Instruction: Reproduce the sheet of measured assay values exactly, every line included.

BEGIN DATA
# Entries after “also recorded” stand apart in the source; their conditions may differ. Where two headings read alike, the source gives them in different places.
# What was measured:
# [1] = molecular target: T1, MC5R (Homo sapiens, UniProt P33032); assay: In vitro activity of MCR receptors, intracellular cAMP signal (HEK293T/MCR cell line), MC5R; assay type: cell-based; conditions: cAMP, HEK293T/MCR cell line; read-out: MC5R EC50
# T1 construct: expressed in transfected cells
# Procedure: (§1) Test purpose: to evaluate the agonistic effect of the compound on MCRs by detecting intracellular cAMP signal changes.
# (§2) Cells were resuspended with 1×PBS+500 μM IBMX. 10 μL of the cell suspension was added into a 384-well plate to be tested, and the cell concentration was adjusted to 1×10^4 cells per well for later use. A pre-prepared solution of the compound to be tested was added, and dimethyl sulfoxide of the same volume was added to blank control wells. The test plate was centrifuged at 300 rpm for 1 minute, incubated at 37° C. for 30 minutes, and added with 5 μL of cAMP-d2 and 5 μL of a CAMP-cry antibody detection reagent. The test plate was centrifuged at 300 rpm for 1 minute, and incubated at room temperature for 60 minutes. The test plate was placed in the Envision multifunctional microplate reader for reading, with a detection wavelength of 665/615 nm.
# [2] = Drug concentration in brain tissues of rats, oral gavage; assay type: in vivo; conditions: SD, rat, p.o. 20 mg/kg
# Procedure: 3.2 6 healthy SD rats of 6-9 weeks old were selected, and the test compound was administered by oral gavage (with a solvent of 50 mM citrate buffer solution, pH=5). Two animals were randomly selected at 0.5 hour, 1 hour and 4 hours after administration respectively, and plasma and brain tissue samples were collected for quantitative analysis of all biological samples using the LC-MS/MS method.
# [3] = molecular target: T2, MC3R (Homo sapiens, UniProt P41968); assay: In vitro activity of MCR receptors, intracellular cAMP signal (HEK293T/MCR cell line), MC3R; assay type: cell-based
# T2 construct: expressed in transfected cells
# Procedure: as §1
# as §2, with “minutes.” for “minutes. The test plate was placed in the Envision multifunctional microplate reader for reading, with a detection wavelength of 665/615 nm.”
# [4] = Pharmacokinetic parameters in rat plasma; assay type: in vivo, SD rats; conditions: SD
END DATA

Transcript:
# Entries after “also recorded” stand apart in the source; their conditions may differ. Where two headings read alike, the source gives them in different places.
# What was measured:
# [1] = molecular target: T1, MC5R (Homo sapiens, UniProt P33032); assay: In vitro activity of MCR receptors, intracellular cAMP signal (HEK293T/MCR cell line), MC5R; assay type: cell-based; conditions: cAMP, HEK293T/MCR cell line; read-out: MC5R EC50
# T1 construct: expressed in transfected cells
# Procedure: (§1) Test purpose: to evaluate the agonistic effect of the compound on MCRs by detecting intracellular cAMP signal changes.
# (§2) Cells were resuspended with 1×PBS+500 μM IBMX. 10 μL of the cell suspension was added into a 384-well plate to be tested, and the cell concentration was adjusted to 1×10^4 cells per well for later use. A pre-prepared solution of the compound to be tested was added, and dimethyl sulfoxide of the same volume was added to blank control wells. The test plate was centrifuged at 300 rpm for 1 minute, incubated at 37° C. for 30 minutes, and added with 5 μL of cAMP-d2 and 5 μL of a CAMP-cry antibody detection reagent. The test plate was centrifuged at 300 rpm for 1 minute, and incubated at room temperature for 60 minutes. The test plate was placed in the Envision multifunctional microplate reader for reading, with a detection wavelength of 665/615 nm.
# [2] = Drug concentration in brain tissues of rats, oral gavage; assay type: in vivo; conditions: SD, rat, p.o. 20 mg/kg
# Procedure: 3.2 6 healthy SD rats of 6-9 weeks old were selected, and the test compound was administered by oral gavage (with a solvent of 50 mM citrate buffer solution, pH=5). Two animals were randomly selected at 0.5 hour, 1 hour and 4 hours after administration respectively, and plasma and brain tissue samples were collected for quantitative analysis of all biological samples using the LC-MS/MS method.
# [3] = molecular target: T2, MC3R (Homo sapiens, UniProt P41968); assay: In vitro activity of MCR receptors, intracellular cAMP signal (HEK293T/MCR cell line), MC3R; assay type: cell-based
# T2 construct: expressed in transfected cells
# Procedure: as §1
# as §2, with “minutes.” for “minutes. The test plate was placed in the Envision multifunctional microplate reader for reading, with a detection wavelength of 665/615 nm.”
# [4] = Pharmacokinetic parameters in rat plasma; assay type: in vivo, SD rats; conditions: SD